Almost one-year ago, we shared our K-12 plan for the 21-22 school year in Our Plans to Reverse COVID-related Learning Loss. Our approach was designed to address both the academic and the social-emotional needs of our students grounded in the pillars of staff and student wellness, prioritizing reading instruction in K-6, small group instruction focused on accelerating student learning, streamlined assessment, and integrated technology.
Although we are waiting for all of our state test scores to fully assess all of our annual goals, we do have confidence in the impact of this work based on our STEP and mClass reading data. During the 21-22 school year, 84% of our K-4 scholars grew at least 2 STEP levels with 63% growing 3 or more STEP levels. In 5th and 6th grade, where our new intervention targeted the lower performing two-thirds of the class, 67% of those scholars grew at least 2 levels and close to 50% of 5th graders grew 3 or more levels.
We are now firmly focused on the 2022-2023 school year. After nearly three years of significant and ongoing change necessary to navigate the ever dynamic impact of the pandemic, Uncommon is making a conscious effort to minimize change and double down on the work that is leading us to have a positive impact on student achievement. As Michael Fullan writes in his book Change Leader, “When we strip away the clutter, we make change less complicated, and we get at the small number of actionable items that make a bigger difference. Change then gets easier, the speed of quality implementation accelerates, and the results are more sustainable” (p. 11).
Priorities and Initiatives
This year, as we work to strip away the clutter, we are distinguishing between a priority and an initiative. A priority is being named as work we have done before and done well that we are doubling down on while an initiative is work we have not done or not done well before that we need to figure out. By maximizing the number of priorities and minimizing the number of initiatives, we are ensuring that we remain focused and avoid initiative fatigue.
Our priorities for the 2022-2023 school year include:
- K-2 Phonics: Strengthening leader content knowledge and teacher implementation of phonics instruction.
- 5-6 Guided Reading: Building on the inaugural year of guided reading with a focus on data-responsive instruction.
- 5-8 Math: Strengthening response to data systems grounded in weekly quizzes and the quality of data-responsive instruction.
- 5th Grade Science: Launching a new science curriculum grounded in NGSS standards with a focus on hands-on learning, literacy, DEI, simulations, and discourse.
- Streamlining Meeting Structures: Increasing the frequency of data meetings, grounding planning meetings in unit level thinking, and adding practice clinics for increased real-time feedback opportunities.
Our initiatives for the 2022-2023 school year include:
- Strengthening the Middle School to High School Transition: Convening a yearlong working group to focus on 8th grade math, scheduling, promotion criteria, and more.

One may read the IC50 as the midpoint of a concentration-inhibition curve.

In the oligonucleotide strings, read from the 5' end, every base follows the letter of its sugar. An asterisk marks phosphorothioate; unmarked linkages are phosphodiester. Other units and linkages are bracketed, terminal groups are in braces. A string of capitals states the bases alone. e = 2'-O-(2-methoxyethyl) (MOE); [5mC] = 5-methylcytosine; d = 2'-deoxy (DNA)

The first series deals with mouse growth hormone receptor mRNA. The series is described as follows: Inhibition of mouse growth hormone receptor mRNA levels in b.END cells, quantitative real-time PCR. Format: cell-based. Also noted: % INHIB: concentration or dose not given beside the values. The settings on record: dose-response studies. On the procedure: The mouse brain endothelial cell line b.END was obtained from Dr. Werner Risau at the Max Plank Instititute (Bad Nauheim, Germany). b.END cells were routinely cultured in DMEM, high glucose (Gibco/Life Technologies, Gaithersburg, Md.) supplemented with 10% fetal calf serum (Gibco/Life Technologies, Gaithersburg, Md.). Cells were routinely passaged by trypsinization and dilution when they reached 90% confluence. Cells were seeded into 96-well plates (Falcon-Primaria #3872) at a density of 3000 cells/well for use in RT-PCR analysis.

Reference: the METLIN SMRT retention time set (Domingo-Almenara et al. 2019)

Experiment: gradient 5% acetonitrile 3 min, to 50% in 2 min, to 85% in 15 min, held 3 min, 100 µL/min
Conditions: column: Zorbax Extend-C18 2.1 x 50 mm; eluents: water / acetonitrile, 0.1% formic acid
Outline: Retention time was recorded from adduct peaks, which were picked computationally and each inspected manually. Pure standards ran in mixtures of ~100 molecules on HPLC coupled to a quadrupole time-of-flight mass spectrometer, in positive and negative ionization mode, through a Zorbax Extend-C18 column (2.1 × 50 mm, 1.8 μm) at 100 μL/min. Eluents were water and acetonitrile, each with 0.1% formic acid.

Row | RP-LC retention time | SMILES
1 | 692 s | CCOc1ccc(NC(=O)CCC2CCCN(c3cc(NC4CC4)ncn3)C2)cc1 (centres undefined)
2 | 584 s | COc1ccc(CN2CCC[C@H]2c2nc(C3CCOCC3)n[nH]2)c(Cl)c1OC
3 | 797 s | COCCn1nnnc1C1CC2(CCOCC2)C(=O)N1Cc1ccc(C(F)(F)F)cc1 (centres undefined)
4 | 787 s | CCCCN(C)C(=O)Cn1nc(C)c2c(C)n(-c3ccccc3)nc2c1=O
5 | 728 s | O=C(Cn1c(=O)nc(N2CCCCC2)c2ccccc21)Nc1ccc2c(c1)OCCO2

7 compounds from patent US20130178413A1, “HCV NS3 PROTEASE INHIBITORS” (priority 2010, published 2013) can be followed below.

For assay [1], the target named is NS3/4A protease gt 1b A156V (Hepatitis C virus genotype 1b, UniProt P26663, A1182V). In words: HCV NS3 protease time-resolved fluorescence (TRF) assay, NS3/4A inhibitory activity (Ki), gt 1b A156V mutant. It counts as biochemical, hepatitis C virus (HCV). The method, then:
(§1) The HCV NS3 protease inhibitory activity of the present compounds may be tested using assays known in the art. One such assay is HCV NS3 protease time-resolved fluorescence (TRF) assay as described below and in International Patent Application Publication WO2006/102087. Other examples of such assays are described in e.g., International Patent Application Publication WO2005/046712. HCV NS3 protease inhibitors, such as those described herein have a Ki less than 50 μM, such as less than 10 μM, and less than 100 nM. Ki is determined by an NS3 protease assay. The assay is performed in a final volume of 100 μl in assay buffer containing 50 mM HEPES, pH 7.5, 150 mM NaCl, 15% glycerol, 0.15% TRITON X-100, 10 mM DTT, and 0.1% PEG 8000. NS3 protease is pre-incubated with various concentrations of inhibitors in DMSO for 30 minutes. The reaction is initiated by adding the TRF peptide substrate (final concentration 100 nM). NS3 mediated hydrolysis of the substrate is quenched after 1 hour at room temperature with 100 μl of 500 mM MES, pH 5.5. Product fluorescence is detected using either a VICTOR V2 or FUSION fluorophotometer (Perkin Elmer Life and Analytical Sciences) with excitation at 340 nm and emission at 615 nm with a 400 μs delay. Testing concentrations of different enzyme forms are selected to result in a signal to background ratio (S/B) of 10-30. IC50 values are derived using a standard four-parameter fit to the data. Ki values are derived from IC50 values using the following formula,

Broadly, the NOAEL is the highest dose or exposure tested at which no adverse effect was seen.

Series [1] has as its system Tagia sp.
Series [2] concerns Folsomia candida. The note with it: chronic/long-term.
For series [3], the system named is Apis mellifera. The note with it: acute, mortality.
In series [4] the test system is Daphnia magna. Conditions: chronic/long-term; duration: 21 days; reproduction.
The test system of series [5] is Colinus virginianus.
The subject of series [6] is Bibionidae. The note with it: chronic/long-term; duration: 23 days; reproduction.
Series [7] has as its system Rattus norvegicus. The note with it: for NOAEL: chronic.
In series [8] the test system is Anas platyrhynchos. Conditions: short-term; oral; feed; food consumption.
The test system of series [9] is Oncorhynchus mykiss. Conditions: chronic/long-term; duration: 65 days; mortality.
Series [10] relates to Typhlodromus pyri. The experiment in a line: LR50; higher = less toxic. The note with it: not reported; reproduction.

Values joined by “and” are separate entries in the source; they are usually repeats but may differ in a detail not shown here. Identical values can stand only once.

- Identifying and Supporting Focus Schools: Creating guidelines that identify the highest need schools and the additional regional and network support those schools will receive to rapidly improve student achievement.
In addition to naming the priorities and initiatives for the upcoming school year, Uncommon has also developed a mindset around the implementation of these priorities and initiatives. In reflection, the 2021-2022 school year required significant and immediate action to respond to the significant academic and social-emotional needs of our students. To do this, we were tasked with the simultaneous implementation of multiple new programs, schedules, and instructional approaches that led to complexity and competing priorities. Our intent for the 2022-2023 school year is to not only minimize change, but to create a clear implementation and progress monitoring cycle for all priorities and initiatives that will allow short-term success to build to long-term wins.
This implementation and progress monitoring cycle includes the following components:
- Create quarterly goals: These goals are developed to ensure consistent and ongoing progress to our annual goals over the course of the entire year. For example, in quarter 1, a goal for mathematics instruction is that 80% of teachers internalize their lesson by completing student work with all strategies, and identifying the two highest leverage problems for monitoring.
- Provide targeted professional development: A professional development session will be provided for teachers and leaders that directly aligns to each of the quarterly goals.
- Progress monitor and respond consistently: After teachers and leaders are trained in the skills and knowledge necessary to achieve each quarterly goal, progress monitoring metrics will be used to ensure quality implementation and sustainability.
Each quarter, a stepback meeting will occur that gauges areas of success and areas in need of improvement that can be responded to and monitored further to ensure quality implementation of all priorities and initiatives.
While we will always believe in ambitious annual goals, we know it is only with careful short-term planning and a laser-like focus on priorities and initiatives that we will achieve our long-term goal to dramatically accelerate student learning. By pairing these academic priorities and initiatives with our goal cycle, we are confident our schools will continue to provide our students with a rigorous and joyful learning environment that leads to their long-term success.